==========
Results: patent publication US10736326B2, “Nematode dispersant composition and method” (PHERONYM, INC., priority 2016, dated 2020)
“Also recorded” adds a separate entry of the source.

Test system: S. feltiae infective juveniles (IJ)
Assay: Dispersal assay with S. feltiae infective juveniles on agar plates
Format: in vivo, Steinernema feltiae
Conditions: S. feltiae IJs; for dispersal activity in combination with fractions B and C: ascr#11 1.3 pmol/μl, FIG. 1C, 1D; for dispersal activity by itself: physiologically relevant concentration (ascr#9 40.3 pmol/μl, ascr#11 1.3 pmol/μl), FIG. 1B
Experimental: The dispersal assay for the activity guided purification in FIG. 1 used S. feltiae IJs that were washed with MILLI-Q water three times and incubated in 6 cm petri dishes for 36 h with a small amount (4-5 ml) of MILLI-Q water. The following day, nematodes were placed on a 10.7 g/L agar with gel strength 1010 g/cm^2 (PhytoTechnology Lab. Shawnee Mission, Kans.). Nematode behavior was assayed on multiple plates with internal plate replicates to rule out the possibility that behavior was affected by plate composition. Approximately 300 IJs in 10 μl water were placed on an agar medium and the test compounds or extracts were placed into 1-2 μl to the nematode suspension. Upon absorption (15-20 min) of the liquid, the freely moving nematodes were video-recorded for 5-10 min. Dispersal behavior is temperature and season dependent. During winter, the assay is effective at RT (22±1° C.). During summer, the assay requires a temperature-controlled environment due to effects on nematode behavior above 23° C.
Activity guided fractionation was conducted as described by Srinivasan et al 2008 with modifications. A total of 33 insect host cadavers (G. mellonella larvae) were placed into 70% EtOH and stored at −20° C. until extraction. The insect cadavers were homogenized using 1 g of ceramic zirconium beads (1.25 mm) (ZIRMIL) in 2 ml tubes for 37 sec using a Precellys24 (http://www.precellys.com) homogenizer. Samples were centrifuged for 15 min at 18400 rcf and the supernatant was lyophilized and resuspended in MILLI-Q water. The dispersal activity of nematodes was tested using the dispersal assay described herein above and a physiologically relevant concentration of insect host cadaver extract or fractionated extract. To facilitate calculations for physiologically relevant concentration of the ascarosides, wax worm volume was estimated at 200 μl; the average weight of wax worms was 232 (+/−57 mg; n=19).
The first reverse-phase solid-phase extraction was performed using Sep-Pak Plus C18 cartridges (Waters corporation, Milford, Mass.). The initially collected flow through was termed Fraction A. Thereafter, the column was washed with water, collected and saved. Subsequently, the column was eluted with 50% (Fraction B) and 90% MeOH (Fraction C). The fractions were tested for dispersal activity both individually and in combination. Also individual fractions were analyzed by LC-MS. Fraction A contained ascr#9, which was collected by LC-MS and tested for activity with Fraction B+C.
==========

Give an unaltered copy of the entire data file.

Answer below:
Results: patent publication US10736326B2, “Nematode dispersant composition and method” (PHERONYM, INC., priority 2016, dated 2020)
“Also recorded” adds a separate entry of the source.

Test system: S. feltiae infective juveniles (IJ)
Assay: Dispersal assay with S. feltiae infective juveniles on agar plates
Format: in vivo, Steinernema feltiae
Conditions: S. feltiae IJs; for dispersal activity in combination with fractions B and C: ascr#11 1.3 pmol/μl, FIG. 1C, 1D; for dispersal activity by itself: physiologically relevant concentration (ascr#9 40.3 pmol/μl, ascr#11 1.3 pmol/μl), FIG. 1B
Experimental: The dispersal assay for the activity guided purification in FIG. 1 used S. feltiae IJs that were washed with MILLI-Q water three times and incubated in 6 cm petri dishes for 36 h with a small amount (4-5 ml) of MILLI-Q water. The following day, nematodes were placed on a 10.7 g/L agar with gel strength 1010 g/cm^2 (PhytoTechnology Lab. Shawnee Mission, Kans.). Nematode behavior was assayed on multiple plates with internal plate replicates to rule out the possibility that behavior was affected by plate composition. Approximately 300 IJs in 10 μl water were placed on an agar medium and the test compounds or extracts were placed into 1-2 μl to the nematode suspension. Upon absorption (15-20 min) of the liquid, the freely moving nematodes were video-recorded for 5-10 min. Dispersal behavior is temperature and season dependent. During winter, the assay is effective at RT (22±1° C.). During summer, the assay requires a temperature-controlled environment due to effects on nematode behavior above 23° C.
Activity guided fractionation was conducted as described by Srinivasan et al 2008 with modifications. A total of 33 insect host cadavers (G. mellonella larvae) were placed into 70% EtOH and stored at −20° C. until extraction. The insect cadavers were homogenized using 1 g of ceramic zirconium beads (1.25 mm) (ZIRMIL) in 2 ml tubes for 37 sec using a Precellys24 (http://www.precellys.com) homogenizer. Samples were centrifuged for 15 min at 18400 rcf and the supernatant was lyophilized and resuspended in MILLI-Q water. The dispersal activity of nematodes was tested using the dispersal assay described herein above and a physiologically relevant concentration of insect host cadaver extract or fractionated extract. To facilitate calculations for physiologically relevant concentration of the ascarosides, wax worm volume was estimated at 200 μl; the average weight of wax worms was 232 (+/−57 mg; n=19).
The first reverse-phase solid-phase extraction was performed using Sep-Pak Plus C18 cartridges (Waters corporation, Milford, Mass.). The initially collected flow through was termed Fraction A. Thereafter, the column was washed with water, collected and saved. Subsequently, the column was eluted with 50% (Fraction B) and 90% MeOH (Fraction C). The fractions were tested for dispersal activity both individually and in combination. Also individual fractions were analyzed by LC-MS. Fraction A contained ascr#9, which was collected by LC-MS and tested for activity with Fraction B+C.